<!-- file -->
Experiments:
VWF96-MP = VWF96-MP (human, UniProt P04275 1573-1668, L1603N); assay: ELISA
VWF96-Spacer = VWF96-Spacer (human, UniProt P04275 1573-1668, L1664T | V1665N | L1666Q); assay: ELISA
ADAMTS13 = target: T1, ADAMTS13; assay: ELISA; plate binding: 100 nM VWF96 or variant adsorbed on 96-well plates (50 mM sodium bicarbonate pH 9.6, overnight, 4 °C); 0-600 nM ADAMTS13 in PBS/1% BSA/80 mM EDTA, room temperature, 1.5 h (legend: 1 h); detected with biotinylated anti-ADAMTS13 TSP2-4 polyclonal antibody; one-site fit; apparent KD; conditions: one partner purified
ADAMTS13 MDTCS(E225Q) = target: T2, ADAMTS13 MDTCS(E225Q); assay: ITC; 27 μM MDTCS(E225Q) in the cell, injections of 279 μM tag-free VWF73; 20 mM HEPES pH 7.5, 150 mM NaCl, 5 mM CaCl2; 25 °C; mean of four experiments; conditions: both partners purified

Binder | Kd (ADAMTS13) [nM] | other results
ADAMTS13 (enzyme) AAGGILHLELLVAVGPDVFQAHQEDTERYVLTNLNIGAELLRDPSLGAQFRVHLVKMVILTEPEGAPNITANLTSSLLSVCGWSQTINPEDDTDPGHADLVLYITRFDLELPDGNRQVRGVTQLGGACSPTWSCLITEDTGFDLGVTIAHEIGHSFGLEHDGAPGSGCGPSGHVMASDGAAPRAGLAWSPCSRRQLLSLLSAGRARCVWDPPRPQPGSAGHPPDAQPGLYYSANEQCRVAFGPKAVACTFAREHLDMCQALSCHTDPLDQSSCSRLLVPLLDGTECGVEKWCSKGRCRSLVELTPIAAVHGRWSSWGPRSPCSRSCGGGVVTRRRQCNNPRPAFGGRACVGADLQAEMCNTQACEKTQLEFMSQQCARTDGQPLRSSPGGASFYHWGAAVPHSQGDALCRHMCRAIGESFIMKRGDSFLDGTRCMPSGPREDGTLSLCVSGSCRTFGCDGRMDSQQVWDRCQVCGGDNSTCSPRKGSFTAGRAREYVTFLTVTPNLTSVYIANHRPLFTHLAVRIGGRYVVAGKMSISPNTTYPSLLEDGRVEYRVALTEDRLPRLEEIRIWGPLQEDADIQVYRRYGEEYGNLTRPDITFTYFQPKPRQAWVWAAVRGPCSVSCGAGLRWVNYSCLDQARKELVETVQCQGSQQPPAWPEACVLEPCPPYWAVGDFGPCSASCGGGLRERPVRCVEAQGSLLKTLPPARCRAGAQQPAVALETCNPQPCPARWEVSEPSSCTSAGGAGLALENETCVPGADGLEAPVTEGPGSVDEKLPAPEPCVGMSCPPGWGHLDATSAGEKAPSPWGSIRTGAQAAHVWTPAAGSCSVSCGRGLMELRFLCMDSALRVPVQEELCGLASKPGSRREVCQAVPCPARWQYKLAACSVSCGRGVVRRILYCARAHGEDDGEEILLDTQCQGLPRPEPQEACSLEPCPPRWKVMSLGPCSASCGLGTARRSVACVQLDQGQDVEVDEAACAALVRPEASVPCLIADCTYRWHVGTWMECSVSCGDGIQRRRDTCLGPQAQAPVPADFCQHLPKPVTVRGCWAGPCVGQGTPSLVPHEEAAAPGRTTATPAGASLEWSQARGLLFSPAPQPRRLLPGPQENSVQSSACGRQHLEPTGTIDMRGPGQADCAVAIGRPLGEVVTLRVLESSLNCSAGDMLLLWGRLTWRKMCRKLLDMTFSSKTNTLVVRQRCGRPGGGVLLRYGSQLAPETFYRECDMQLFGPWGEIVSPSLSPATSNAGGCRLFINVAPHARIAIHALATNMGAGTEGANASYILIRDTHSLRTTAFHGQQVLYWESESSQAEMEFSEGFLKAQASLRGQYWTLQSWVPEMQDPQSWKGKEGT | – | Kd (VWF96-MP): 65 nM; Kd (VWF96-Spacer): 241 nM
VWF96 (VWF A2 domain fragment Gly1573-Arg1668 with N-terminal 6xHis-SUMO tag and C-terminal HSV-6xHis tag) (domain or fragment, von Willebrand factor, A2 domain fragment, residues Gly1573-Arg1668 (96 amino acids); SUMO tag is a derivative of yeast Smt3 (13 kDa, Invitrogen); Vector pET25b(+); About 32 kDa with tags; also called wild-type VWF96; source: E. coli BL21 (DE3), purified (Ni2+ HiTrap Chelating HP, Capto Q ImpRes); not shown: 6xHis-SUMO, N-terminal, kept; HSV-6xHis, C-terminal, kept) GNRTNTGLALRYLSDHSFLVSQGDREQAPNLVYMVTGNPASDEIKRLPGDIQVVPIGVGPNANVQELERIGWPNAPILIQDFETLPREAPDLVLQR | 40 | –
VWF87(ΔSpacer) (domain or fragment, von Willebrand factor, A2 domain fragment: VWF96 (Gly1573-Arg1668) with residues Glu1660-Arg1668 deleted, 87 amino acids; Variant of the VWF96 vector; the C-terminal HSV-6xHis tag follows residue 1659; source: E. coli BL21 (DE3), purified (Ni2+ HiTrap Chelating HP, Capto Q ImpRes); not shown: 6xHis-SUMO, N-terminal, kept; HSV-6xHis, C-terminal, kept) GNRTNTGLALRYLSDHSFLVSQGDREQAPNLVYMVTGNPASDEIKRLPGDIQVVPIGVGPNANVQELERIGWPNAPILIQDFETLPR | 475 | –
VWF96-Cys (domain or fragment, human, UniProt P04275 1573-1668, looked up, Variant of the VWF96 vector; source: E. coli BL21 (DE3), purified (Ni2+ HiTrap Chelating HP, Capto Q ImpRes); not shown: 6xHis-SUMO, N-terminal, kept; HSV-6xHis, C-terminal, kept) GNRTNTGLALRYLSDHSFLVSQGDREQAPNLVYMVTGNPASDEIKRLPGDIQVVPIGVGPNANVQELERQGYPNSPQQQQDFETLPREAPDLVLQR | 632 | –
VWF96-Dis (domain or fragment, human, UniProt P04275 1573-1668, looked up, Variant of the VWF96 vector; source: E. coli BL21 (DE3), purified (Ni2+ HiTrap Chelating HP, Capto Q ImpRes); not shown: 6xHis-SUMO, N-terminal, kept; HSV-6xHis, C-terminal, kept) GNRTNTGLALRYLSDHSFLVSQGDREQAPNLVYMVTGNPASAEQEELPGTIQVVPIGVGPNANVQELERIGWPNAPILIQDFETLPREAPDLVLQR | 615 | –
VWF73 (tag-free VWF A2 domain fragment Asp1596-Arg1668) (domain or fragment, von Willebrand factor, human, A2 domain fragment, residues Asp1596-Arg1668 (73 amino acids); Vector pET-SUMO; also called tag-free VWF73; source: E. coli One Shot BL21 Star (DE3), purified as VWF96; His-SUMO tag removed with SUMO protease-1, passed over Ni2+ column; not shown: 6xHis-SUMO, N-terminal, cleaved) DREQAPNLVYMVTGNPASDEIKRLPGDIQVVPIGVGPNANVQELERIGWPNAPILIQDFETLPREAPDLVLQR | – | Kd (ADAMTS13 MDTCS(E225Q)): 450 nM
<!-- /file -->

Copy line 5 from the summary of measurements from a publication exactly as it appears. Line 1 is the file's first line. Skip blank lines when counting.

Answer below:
ADAMTS13 MDTCS(E225Q) = target: T2, ADAMTS13 MDTCS(E225Q); assay: ITC; 27 μM MDTCS(E225Q) in the cell, injections of 279 μM tag-free VWF73; 20 mM HEPES pH 7.5, 150 mM NaCl, 5 mM CaCl2; 25 °C; mean of four experiments; conditions: both partners purified